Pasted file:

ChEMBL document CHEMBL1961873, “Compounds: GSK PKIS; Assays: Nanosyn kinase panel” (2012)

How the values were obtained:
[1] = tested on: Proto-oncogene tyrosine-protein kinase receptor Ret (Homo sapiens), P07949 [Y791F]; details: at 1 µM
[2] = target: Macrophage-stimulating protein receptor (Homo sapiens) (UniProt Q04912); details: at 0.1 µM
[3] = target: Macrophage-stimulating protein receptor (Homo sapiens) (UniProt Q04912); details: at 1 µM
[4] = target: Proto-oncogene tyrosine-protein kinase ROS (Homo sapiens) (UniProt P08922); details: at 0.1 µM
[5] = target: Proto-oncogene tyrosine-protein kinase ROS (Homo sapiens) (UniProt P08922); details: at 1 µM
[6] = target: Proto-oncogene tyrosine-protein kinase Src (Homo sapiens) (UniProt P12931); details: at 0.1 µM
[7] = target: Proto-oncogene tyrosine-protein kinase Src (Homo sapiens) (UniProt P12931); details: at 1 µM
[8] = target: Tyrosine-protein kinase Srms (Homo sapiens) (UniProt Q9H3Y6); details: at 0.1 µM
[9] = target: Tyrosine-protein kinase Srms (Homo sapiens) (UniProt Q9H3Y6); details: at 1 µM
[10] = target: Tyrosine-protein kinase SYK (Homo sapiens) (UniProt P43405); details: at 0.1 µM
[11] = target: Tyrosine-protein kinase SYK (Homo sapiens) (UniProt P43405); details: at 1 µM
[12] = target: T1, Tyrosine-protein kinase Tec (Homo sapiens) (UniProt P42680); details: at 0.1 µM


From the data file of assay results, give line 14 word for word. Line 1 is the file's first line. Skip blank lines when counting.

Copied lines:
[12] = target: T1, Tyrosine-protein kinase Tec (Homo sapiens) (UniProt P42680); details: at 0.1 µM